The last days of the Bush administration saw a rash of drone attacks on terrorist targets in northwestern Pakistan. The Department of Defense calls them “hunter-killer” missions and assigns credit for the pilotless missile attacks to the CIA. Between September 2008 and January 1, 2008, the CIA conducted at least 38 drone missile strikes in Pakistan’s lawless tribal areas, inciting criticism regarding collateral damage and confusion regarding foreign policy. But the Bush administration never let up, largely because the drone strikes were so effective in taking out the world’s most wanted terrorists who had otherwise evaded capture.
In November 2008, a drone strike in Waziristan is said to have eliminated Rashid Rauf, mastermind of the 2006 London planes plot. A drone strike on New Year’s Day killed two of the FBI’s most wanted terrorists, Fahid Mohammed Ali Msalam and Sheik Ahmed Salim Swedan. Both men were indicted for their role in the 1998 U.S. embassy bombings in East Africa in abstentia. It took ten and a half years for U.S. intelligence to locate the killers, but in the end it was a drone that found them.
Pakistan’s Prime Minister Syed Yousuf Raza Gilani went on record earlier this month saying that once President Obama took office, the drone attacks would stop. But three days after the new American president took office, the Pakistani prime minister had to eat his words. On the night of January 23, President Obama ordered five separate missile attacks from drones, in northwest Pakistan. Officials in Pakistan say at least 22 people were killed. But despite Pakistan’s verbal disapproval of Obama’s use of drones, they are not doing anything to stop them. The head of Pakistan’s Air Force has said on the record that Pakistan has the capacity to shoot down American drones and spy planes, but so far has not.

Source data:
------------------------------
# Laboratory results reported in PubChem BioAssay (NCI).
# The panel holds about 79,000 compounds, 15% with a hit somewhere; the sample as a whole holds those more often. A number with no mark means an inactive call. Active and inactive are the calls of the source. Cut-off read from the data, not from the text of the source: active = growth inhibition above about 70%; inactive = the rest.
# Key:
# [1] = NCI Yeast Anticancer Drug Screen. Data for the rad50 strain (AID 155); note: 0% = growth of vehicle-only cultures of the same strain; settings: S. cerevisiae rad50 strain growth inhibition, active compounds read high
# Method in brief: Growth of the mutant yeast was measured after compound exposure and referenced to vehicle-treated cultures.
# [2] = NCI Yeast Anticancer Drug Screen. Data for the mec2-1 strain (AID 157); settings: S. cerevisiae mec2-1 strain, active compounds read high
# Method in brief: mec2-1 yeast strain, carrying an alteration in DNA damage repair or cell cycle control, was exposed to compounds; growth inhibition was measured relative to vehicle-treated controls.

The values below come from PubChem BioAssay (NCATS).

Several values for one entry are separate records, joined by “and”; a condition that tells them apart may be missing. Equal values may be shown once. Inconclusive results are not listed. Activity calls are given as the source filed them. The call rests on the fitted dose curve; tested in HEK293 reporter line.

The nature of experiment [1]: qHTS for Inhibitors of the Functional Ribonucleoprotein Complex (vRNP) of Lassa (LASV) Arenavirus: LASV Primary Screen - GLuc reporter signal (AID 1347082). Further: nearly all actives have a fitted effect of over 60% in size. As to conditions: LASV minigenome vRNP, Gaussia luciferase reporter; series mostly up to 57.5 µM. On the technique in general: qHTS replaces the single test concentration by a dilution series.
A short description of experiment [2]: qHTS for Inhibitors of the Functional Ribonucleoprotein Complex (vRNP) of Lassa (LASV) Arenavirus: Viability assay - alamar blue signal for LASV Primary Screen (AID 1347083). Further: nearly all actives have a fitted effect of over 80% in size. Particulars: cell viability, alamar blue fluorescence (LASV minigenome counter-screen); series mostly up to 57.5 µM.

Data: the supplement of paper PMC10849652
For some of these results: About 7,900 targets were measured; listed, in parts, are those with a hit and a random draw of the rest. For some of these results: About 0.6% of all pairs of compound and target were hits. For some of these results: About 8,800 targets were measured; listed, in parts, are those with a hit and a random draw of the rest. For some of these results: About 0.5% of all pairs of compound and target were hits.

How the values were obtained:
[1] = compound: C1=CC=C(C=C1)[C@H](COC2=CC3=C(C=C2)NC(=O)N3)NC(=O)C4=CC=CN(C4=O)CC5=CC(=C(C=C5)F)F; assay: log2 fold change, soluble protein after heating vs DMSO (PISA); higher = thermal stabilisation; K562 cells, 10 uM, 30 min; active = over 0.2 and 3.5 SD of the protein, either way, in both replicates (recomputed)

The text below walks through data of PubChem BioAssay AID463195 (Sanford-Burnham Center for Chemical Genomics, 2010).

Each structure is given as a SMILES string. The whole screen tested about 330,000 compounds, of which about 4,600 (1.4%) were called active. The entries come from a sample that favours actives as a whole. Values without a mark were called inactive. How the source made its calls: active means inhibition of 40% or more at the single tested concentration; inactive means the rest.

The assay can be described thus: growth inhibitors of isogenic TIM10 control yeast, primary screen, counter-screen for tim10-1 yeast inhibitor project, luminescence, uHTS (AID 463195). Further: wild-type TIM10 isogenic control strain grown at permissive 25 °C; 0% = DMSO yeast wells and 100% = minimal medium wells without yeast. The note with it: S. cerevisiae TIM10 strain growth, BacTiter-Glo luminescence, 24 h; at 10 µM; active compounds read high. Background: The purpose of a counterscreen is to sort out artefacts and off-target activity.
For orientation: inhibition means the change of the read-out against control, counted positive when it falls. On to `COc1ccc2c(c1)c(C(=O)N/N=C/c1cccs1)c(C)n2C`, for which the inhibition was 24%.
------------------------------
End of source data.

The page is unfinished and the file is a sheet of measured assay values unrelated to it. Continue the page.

Drones have been developed by the CIA for nearly 50 years, beginning in 1959 when the CIA began gathering information about the first nuclear facility being built by the Chinese, at Lop Nur. CIA pilots flying reconnaissance missions across China were getting shot down (Lop Nur is located 2,000 miles inside mainland China, almost to Mongolia) and drones could perform missions too dull, dirty, or dangerous for piloted aircraft. Dull included long flights where pilots could easily face fatigue; dirty meant situations where weapons of mass destruction might be involved; dangerous meant low-flying missions over denied territory where shoot-downs were almost certain.
Despite the drone’s long and significant role in the history of aerial espionage, the world at large would only come to learn about drones in 2002. On November 3, 2002, the CIA launched a Hellfire air-to-surface missile from a Predator drone flying over a road in the desert in Yemen. In doing so it reduced six al-Qaeda operatives and their car to a smoking pile of ash and brought drones out of the shadows and into the spotlight.
The debate was on. The “legality” of drone missions suddenly became a major hot-button issue, with one side saying drone strikes were a violation of international law and the other side saying that preemptive strikes against terrorists were necessary to prevent future mass-casualty attacks. President Obama’s use of drones underscores the fact that while the two sides will continue to debate, the U.S. will continue to take out terrorists with drones. Expect more to come. There are more than 5,300 drones flying over Afghanistan and Iraq today.